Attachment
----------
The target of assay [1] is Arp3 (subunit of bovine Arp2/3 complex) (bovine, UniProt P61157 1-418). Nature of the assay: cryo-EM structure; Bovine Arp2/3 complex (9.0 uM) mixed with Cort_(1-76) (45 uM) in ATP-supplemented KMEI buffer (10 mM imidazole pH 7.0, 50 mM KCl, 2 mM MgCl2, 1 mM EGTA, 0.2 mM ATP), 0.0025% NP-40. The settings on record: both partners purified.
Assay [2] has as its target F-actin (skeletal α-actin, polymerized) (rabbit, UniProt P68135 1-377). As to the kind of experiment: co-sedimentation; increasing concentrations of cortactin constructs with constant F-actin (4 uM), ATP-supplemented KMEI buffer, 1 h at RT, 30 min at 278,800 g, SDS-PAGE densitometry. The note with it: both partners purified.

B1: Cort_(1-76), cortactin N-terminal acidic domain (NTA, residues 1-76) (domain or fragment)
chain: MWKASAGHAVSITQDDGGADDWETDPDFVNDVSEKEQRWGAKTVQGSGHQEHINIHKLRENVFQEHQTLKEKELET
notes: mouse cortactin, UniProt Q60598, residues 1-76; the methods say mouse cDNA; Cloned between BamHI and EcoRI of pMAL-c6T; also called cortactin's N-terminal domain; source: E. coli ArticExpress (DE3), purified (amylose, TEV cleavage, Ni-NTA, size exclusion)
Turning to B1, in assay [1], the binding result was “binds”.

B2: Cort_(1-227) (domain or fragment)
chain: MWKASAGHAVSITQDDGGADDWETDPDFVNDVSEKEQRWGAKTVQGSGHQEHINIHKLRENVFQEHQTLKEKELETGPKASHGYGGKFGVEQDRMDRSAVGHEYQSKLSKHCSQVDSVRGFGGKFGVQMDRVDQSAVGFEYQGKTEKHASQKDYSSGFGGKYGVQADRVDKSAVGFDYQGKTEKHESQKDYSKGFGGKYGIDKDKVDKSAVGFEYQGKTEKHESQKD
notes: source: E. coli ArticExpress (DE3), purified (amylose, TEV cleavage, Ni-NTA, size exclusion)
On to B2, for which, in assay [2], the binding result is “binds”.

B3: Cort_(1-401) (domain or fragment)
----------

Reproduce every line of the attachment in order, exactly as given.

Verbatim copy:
The target of assay [1] is Arp3 (subunit of bovine Arp2/3 complex) (bovine, UniProt P61157 1-418). Nature of the assay: cryo-EM structure; Bovine Arp2/3 complex (9.0 uM) mixed with Cort_(1-76) (45 uM) in ATP-supplemented KMEI buffer (10 mM imidazole pH 7.0, 50 mM KCl, 2 mM MgCl2, 1 mM EGTA, 0.2 mM ATP), 0.0025% NP-40. The settings on record: both partners purified.
Assay [2] has as its target F-actin (skeletal α-actin, polymerized) (rabbit, UniProt P68135 1-377). As to the kind of experiment: co-sedimentation; increasing concentrations of cortactin constructs with constant F-actin (4 uM), ATP-supplemented KMEI buffer, 1 h at RT, 30 min at 278,800 g, SDS-PAGE densitometry. The note with it: both partners purified.

B1: Cort_(1-76), cortactin N-terminal acidic domain (NTA, residues 1-76) (domain or fragment)
chain: MWKASAGHAVSITQDDGGADDWETDPDFVNDVSEKEQRWGAKTVQGSGHQEHINIHKLRENVFQEHQTLKEKELET
notes: mouse cortactin, UniProt Q60598, residues 1-76; the methods say mouse cDNA; Cloned between BamHI and EcoRI of pMAL-c6T; also called cortactin's N-terminal domain; source: E. coli ArticExpress (DE3), purified (amylose, TEV cleavage, Ni-NTA, size exclusion)
Turning to B1, in assay [1], the binding result was “binds”.

B2: Cort_(1-227) (domain or fragment)
chain: MWKASAGHAVSITQDDGGADDWETDPDFVNDVSEKEQRWGAKTVQGSGHQEHINIHKLRENVFQEHQTLKEKELETGPKASHGYGGKFGVEQDRMDRSAVGHEYQSKLSKHCSQVDSVRGFGGKFGVQMDRVDQSAVGFEYQGKTEKHASQKDYSSGFGGKYGVQADRVDKSAVGFDYQGKTEKHESQKDYSKGFGGKYGIDKDKVDKSAVGFEYQGKTEKHESQKD
notes: source: E. coli ArticExpress (DE3), purified (amylose, TEV cleavage, Ni-NTA, size exclusion)
On to B2, for which, in assay [2], the binding result is “binds”.

B3: Cort_(1-401) (domain or fragment)